How might your life change if you only had 20 more years of sight?
The run came and went in a blur. Emilia Wint struggled to navigate the contrast between the packed dirt of the forest floor and the streams of light shooting between the canopy in the afternoon sun.
“Uhh, that was really hard to see, felt sketchy,” she pressed her friends at the bottom of the track, straddling her mountain bike. Hmm. Everything appeared fine to them, they assured.
That’s odd. It dawned upon her, “Maybe I’m seeing this differently.”
As a member of the US Freeskiing Team, the ability to differentiate between the snow, the sky and the terrain of the slope in flat light is vital for competition. On dark days the sky and snow are basically the same color and she was having a hard time seeing out there too.
Something wasn’t right. After day’s worth of tests at the hospital she found out why.
Our call crackled in and out, Emilia’s voice was a soft murmur under a barrage of conversation at nearby tables and passing cars. I overheard a pair talk about their astrology signs and the homework they didn’t feel like doing.
She plugged in her headset and the world of stereo sound faded out. Her voice honed in with 20/20 clarity. The wind, like lifting a sail, would rush in and fill my headset from time to time.
Emilia speaks in a calm, easy-going manner, and she laughs easily. She emphasizes key points and jokes by talking faster and raising the pitch in her voice; you’ve got to keep up.
She had just gotten back from 3.5 months Patagonia. We talked about the turning point in her life.
The Turning Point
“You have this thing, it’s Retinitis pigmentosa. There’s no cure, but you’re young. Talk with the genetic counselor and see me again in a year. Don’t look anything up on the internet,” Emilia relays her doctor’s prognosis.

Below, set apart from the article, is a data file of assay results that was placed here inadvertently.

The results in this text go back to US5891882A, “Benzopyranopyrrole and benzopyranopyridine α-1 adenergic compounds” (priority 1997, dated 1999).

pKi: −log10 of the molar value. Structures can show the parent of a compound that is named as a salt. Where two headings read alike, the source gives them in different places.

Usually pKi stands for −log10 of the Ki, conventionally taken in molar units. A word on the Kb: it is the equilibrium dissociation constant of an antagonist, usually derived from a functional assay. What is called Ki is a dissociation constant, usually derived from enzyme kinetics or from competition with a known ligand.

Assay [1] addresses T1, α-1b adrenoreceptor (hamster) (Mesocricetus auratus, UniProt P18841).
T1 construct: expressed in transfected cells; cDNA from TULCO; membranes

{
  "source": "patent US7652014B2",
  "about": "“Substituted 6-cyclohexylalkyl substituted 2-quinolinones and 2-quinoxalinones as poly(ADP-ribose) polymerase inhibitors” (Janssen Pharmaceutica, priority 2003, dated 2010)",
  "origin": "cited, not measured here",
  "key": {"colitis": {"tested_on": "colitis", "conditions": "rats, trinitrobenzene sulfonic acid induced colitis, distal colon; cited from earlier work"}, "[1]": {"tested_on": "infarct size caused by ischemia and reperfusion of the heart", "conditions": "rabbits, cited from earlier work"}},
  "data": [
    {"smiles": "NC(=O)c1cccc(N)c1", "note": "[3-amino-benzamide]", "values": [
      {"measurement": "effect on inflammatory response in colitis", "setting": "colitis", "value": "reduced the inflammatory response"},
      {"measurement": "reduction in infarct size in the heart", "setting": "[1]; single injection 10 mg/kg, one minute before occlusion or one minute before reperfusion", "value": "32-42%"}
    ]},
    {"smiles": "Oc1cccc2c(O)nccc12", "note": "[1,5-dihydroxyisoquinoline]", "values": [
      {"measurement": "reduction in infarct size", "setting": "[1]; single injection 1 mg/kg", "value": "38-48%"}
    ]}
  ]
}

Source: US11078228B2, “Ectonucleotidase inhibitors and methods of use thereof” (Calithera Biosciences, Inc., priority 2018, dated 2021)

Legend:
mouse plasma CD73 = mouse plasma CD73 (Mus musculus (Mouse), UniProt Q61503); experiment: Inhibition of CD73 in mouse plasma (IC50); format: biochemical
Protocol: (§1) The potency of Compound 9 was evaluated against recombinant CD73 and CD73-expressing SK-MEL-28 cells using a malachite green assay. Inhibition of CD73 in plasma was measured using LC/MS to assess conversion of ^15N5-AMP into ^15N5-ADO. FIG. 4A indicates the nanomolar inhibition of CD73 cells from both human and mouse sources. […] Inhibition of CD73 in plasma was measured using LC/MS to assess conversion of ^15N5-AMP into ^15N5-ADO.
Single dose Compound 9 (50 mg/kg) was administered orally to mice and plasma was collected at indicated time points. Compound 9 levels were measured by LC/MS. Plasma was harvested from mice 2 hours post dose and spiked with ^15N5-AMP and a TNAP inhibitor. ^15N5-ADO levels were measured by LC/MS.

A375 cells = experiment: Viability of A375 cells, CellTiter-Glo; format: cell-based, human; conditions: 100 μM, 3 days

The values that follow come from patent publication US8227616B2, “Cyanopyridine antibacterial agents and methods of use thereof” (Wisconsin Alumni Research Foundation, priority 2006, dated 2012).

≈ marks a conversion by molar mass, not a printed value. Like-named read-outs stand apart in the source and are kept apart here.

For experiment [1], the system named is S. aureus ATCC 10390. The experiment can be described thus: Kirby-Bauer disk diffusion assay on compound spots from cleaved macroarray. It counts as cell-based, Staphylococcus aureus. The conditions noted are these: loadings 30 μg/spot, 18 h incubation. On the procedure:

She didn’t know what the diagnosis meant and her mind was focused on other things anyways. A few days later, she left on a six week trip to compete at the World Cup in New Zealand. She would be skiing on a twice reconstructed knee that wasn’t holding up as well as she had hoped after four years of rehabilitation.
The practices came and went. In the meantime, Emilia was receiving more information about the disease from her mother back home.
One paragraph shook her to her core: “’Presents in people with adolescent night blindness.’ Which I kinda had. ‘Depressed scores in ERG tests,’ (which is basically like an EKG tests for your heart, but for your eyes). And I had low scores in that. And then ‘most people with Retinitis pigmentosa go blind by the time they turn 40.’”
“I called my mom, and was like, ‘what the fuck? This is not WebMD. This is actually in my chart,’” she recalls of the frantic exchange.
Emilia would go on to place 8th at the competition and out of the finals. It was a run that a few years prior she probably would have medaled. The next day she couldn’t walk down the stairs.
“What would I have done if I had made finals?,” she asked herself. She needed to take a hard look at her next steps.
Emilia had always wanted to compete at the olympics, but she needed to decide if she was okay with the possibility of getting hurt. Again. It’s part of the game.
She did some mental math.
She was 20 at that point. Two years in a physical therapy room would be 10% of the time she had left to see. Was that worth it?
Emilia doesn’t have time to live the life she wants later. Not if she wants to see it all anyway.
After retiring, Emilia had to figure out who she was outside of skiing. She grew up as a professional and it was her entire identity. Now she was a wasn’t.
She went on a tear of adventures she had always wanted to try, but never had the availability for because of skiing: Wildfire fighting, completing a college degree in 2.5 years, a remote medicine fellowship in Ecuador, an attempt at climbing The Nose at Yosemite. Emilia would not slow down in her pursuit of living.